This month I'm writing about networks. This will be a challenge because according to regulations, I am not allowed to mention company names or plan specifics. So please reach out to me if you have any questions about your current situation.

With traditional Medicare, a person is allowed to see any doctor who accepts Medicare reimbursement, and approximately 80 percent of the cost will be paid by Medicare. The remaining 20 percent can be covered by a Medicare Supplement.

With Medicare Advantage, the paradigm is completely different. Every month that you are on a plan, the government pays your insurance company a sum of money, and then your company pays 100 percent of your covered benefits minus a list of co-pays. However, with these type of plans you may be restricted to a network.

Each company has a different approach to networks. There are many styles of plans available in Carroll or Oxford (Maine) counties. There are HMOs, PPOs, HMO-POS and RPPOs. Of these, the most restrictive are the HMOs (health maintenance organizations).

With an HMO, you must see an in-network provider or the company will not pay your claim. Sometimes you need a referral from your primary-care doctor, but not all companies require that.

A PPO (preferred provider organization) allows you to see out-of-network providers. Some plans charge you a higher co-pay, others don’t. Some plans have higher out-of-pocket maximums when out of network. Often, this feature allows you to see a specialist you have been seeing in the past but for a higher co-pay than an in-network specialist. Sometimes paying more is worth it.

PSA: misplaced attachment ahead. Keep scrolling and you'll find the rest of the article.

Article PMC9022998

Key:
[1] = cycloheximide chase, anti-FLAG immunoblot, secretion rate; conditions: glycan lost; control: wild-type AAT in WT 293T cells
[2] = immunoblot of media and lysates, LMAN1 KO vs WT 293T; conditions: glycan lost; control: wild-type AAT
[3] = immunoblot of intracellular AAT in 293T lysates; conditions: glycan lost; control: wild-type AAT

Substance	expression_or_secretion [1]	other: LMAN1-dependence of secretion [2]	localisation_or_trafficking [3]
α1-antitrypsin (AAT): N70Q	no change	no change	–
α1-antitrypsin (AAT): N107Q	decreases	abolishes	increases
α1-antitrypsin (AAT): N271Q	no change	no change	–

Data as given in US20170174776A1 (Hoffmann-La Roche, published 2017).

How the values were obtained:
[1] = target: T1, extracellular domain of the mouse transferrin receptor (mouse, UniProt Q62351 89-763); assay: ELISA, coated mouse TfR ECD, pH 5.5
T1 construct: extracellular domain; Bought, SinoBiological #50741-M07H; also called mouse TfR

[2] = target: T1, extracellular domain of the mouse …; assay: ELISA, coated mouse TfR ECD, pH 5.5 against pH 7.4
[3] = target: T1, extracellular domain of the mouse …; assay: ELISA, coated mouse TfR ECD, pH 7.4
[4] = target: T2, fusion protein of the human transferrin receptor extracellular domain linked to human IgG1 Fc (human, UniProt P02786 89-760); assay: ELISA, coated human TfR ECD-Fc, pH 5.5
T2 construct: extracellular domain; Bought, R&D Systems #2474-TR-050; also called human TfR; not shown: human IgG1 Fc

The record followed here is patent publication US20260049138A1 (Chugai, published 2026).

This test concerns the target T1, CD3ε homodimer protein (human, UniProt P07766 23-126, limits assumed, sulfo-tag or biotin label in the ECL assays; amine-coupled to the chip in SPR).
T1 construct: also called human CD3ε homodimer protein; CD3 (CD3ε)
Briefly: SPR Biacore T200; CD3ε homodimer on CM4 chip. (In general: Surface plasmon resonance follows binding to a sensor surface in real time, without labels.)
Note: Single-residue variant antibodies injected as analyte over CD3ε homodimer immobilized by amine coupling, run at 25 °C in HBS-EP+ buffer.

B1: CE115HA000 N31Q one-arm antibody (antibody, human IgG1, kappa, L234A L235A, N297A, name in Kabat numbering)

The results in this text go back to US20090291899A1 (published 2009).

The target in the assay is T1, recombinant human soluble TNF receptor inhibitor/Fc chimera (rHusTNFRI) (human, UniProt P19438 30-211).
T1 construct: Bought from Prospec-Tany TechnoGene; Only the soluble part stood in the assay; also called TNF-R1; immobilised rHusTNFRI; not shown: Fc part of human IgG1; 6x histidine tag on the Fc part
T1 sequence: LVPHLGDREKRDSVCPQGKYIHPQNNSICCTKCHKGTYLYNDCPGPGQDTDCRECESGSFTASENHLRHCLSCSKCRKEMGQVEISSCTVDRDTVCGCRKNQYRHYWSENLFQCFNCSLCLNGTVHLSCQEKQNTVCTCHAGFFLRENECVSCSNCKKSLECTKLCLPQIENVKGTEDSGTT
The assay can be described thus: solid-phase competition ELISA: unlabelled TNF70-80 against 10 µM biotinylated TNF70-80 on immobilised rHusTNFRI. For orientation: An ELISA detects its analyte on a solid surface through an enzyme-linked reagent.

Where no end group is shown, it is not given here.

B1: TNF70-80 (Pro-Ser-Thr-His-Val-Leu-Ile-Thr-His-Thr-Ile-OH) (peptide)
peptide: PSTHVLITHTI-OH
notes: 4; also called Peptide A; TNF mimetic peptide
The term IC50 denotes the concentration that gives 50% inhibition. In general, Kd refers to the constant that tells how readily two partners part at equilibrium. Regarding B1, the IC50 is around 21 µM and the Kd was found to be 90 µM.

An HMO POS (HMO point of sale) policy allows you to go to out-of-network doctors who will accept Medicare reimbursement.

An RPPO is a regional PPO that allows you to go out of network within a defined region (like New Hampshire, Maine and Massachusetts). Again, the provider must be willing to accept Medicare reimbursement.

Each company has a different approach to networks. One company has networks in 30 states. You can call them up and say, “I am spending the winter” in a covered state. They then allow you to use their network in that state while you are there. Other companies have networks dotted around the nation, but are stronger in some places than others. Another company has networks in only New Hampshire and Maine.

The point is, not all networks are the same, and it is your job to stay informed!

So which company is your best fit may depend on your lifestyle. If you are a snowbird, you want a company that will cover you in both places. Always remember that on most plans, you are covered worldwide for both emergency care and urgent care with no need to be in network. Urgent care is when you are sick and see a doctor at a walk-in clinic.

I suggest you work with a licensed, appointed and certified agent to solve this puzzle. Ask her or him to look up your doctors to see if they are in-network for each possible plan.

Also ask about hospitals. Do you want to go to Mass. General, Maine Medical or Mary Hitchcock? Dana Farber is not in many networks but they do have local affiliates like MaineHealth. Quite often, little nuances will shift your choice from one company to another, or from one plan to another. Your task is to figure out which plan best meets your needs.

Bert Weiss is a life and health insurance agent licensed in New Hampshire and Maine, focusing on Medicare Advantage. He writes about the basic components to help the public understand how to manage Medicare insurance choices.

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